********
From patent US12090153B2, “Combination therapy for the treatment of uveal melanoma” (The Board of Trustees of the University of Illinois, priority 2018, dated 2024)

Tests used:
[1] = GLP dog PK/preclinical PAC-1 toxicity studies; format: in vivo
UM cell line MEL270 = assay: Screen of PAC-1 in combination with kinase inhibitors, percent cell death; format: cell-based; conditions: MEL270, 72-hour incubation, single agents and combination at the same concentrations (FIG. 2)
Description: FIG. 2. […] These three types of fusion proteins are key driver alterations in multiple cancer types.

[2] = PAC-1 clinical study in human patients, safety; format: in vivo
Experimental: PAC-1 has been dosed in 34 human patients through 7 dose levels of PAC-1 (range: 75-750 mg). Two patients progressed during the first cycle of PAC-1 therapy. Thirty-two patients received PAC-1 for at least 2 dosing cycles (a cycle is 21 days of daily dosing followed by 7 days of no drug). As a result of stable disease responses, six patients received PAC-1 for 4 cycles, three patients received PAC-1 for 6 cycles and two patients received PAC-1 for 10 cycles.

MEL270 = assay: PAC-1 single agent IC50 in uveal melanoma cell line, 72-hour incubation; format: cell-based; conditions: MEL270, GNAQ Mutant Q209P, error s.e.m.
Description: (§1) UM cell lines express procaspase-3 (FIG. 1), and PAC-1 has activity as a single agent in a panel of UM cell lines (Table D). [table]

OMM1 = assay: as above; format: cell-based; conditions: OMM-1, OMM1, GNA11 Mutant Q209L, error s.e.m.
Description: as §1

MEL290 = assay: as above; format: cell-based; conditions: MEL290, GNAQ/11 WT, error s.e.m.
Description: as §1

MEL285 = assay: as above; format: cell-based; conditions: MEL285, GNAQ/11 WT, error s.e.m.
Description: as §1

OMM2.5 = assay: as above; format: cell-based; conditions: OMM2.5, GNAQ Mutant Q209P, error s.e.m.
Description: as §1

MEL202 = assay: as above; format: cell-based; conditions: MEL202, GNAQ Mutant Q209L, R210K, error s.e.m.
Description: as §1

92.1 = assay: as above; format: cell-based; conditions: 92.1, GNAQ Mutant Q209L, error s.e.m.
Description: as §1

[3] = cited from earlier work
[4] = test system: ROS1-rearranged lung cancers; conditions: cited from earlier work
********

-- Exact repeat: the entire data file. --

From patent US12090153B2, “Combination therapy for the treatment of uveal melanoma” (The Board of Trustees of the University of Illinois, priority 2018, dated 2024)

Tests used:
[1] = GLP dog PK/preclinical PAC-1 toxicity studies; format: in vivo
UM cell line MEL270 = assay: Screen of PAC-1 in combination with kinase inhibitors, percent cell death; format: cell-based; conditions: MEL270, 72-hour incubation, single agents and combination at the same concentrations (FIG. 2)
Description: FIG. 2. […] These three types of fusion proteins are key driver alterations in multiple cancer types.

[2] = PAC-1 clinical study in human patients, safety; format: in vivo
Experimental: PAC-1 has been dosed in 34 human patients through 7 dose levels of PAC-1 (range: 75-750 mg). Two patients progressed during the first cycle of PAC-1 therapy. Thirty-two patients received PAC-1 for at least 2 dosing cycles (a cycle is 21 days of daily dosing followed by 7 days of no drug). As a result of stable disease responses, six patients received PAC-1 for 4 cycles, three patients received PAC-1 for 6 cycles and two patients received PAC-1 for 10 cycles.

MEL270 = assay: PAC-1 single agent IC50 in uveal melanoma cell line, 72-hour incubation; format: cell-based; conditions: MEL270, GNAQ Mutant Q209P, error s.e.m.
Description: (§1) UM cell lines express procaspase-3 (FIG. 1), and PAC-1 has activity as a single agent in a panel of UM cell lines (Table D). [table]

OMM1 = assay: as above; format: cell-based; conditions: OMM-1, OMM1, GNA11 Mutant Q209L, error s.e.m.
Description: as §1

MEL290 = assay: as above; format: cell-based; conditions: MEL290, GNAQ/11 WT, error s.e.m.
Description: as §1

MEL285 = assay: as above; format: cell-based; conditions: MEL285, GNAQ/11 WT, error s.e.m.
Description: as §1

OMM2.5 = assay: as above; format: cell-based; conditions: OMM2.5, GNAQ Mutant Q209P, error s.e.m.
Description: as §1

MEL202 = assay: as above; format: cell-based; conditions: MEL202, GNAQ Mutant Q209L, R210K, error s.e.m.
Description: as §1

92.1 = assay: as above; format: cell-based; conditions: 92.1, GNAQ Mutant Q209L, error s.e.m.
Description: as §1

[3] = cited from earlier work
[4] = test system: ROS1-rearranged lung cancers; conditions: cited from earlier work